Ah! ego non aliter trisles evincere morbos
Optarim, quam te sic quoque velle putem.
1 ON every tree, in every plain,
2 I trace the jovial spring in vain!
3 A sickly languor veils mine eyes,
4 And fast my waning vigor flies.
5 Nor flow'ry plain, nor budding tree,
6 That smile on others, smile on me;
7 Mine eyes from death shall court repose,
8 Nor shed a tear before they close.
9 What bliss to me can seasons bring?
10 Or what, the needless pride of spring?
11 The cypress bough, that suits the bier,
12 Retains its verdure all the year.
13 'Tis true, my vine so fresh and fair,
14 Might claim awhile my wonted care;
15 My rural store some pleasure yield;
16 So white a flock, so green a field!
17 My friends, that each in kindness vie,
18 Might well expect one parting sigh;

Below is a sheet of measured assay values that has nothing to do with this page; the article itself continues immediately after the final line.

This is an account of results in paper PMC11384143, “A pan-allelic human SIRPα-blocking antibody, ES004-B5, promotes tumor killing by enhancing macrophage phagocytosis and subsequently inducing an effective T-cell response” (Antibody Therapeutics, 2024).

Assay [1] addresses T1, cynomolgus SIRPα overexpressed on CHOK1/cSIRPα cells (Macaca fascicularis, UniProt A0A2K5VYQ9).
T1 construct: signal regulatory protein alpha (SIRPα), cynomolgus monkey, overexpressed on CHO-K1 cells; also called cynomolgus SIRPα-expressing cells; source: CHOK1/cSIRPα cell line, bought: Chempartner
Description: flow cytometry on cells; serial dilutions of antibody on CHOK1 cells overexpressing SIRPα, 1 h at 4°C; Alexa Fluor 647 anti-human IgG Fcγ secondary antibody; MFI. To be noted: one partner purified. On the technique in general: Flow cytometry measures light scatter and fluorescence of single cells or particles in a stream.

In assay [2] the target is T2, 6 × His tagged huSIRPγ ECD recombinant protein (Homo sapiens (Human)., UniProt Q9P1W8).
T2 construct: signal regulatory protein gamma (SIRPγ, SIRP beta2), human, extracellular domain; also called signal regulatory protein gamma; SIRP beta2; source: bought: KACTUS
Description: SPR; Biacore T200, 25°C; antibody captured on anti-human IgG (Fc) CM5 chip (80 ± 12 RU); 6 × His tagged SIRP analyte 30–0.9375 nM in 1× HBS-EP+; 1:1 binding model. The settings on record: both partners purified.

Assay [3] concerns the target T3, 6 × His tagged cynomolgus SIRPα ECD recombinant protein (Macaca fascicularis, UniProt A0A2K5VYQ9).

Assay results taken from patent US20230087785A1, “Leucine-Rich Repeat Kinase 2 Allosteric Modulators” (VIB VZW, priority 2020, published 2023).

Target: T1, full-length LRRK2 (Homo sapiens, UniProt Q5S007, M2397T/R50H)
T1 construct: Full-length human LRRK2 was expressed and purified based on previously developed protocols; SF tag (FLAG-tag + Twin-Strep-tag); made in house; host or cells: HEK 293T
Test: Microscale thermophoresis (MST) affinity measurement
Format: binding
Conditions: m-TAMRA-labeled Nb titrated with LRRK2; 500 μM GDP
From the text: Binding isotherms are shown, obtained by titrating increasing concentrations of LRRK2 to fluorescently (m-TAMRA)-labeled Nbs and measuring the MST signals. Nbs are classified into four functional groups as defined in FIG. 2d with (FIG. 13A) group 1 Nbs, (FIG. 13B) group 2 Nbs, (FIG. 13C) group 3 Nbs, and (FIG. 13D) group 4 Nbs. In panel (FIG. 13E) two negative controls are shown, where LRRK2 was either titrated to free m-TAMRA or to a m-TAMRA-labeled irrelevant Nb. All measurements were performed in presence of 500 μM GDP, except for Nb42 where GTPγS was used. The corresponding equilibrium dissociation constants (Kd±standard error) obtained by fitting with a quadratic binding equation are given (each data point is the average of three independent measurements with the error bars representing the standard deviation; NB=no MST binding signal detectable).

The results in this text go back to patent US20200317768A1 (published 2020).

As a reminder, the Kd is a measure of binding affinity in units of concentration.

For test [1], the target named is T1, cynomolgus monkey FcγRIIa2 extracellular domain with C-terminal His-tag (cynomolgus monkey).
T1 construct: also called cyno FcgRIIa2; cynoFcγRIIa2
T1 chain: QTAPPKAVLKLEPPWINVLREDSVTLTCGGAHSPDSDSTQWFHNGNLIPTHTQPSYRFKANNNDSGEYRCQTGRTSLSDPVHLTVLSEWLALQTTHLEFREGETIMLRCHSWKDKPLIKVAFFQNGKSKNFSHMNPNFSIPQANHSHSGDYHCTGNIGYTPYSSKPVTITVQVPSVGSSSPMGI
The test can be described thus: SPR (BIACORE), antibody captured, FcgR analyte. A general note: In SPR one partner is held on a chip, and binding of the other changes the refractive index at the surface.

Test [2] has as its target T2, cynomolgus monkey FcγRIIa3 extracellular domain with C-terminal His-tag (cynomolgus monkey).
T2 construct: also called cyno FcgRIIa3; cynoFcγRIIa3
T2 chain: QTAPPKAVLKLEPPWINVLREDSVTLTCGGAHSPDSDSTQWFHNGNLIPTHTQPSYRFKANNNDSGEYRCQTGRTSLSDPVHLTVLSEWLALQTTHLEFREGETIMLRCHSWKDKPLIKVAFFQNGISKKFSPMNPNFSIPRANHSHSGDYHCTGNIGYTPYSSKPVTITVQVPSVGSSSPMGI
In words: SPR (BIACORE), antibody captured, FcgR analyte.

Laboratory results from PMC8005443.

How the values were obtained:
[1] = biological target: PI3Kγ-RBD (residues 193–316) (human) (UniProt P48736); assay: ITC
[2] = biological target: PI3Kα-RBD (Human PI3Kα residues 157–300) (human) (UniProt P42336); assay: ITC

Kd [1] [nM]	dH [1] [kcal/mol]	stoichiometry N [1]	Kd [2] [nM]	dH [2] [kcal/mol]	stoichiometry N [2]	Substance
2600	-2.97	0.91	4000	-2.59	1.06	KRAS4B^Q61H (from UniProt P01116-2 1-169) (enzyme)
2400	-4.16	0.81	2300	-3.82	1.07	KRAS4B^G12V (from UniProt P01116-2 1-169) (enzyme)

19 Might well demand one tender tear;
20 For when was Damon unsincere?
21 But ere I ask once more to view
22 Yon setting sun his race renew,
23 Inform me, swains; my friends, declare,
24 Will pitying Delia join the prayer?
About this text
Title (in Source Edition): SONG V.
Author: William Shenstone
Themes: sex; relations between the sexes; love; nature
References: DMI 27235
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The text has been typographically modernized, but without any silent modernization of spelling, capitalization, or punctuation. The source of the text is given and all editorial interventions have been recorded in textual notes. Based on the electronic text originally produced by the ECCO-TCP project, this ECPA text has been edited to conform to the recommendations found in Level 5 of the Best Practices for TEI in Libraries version 3.0.
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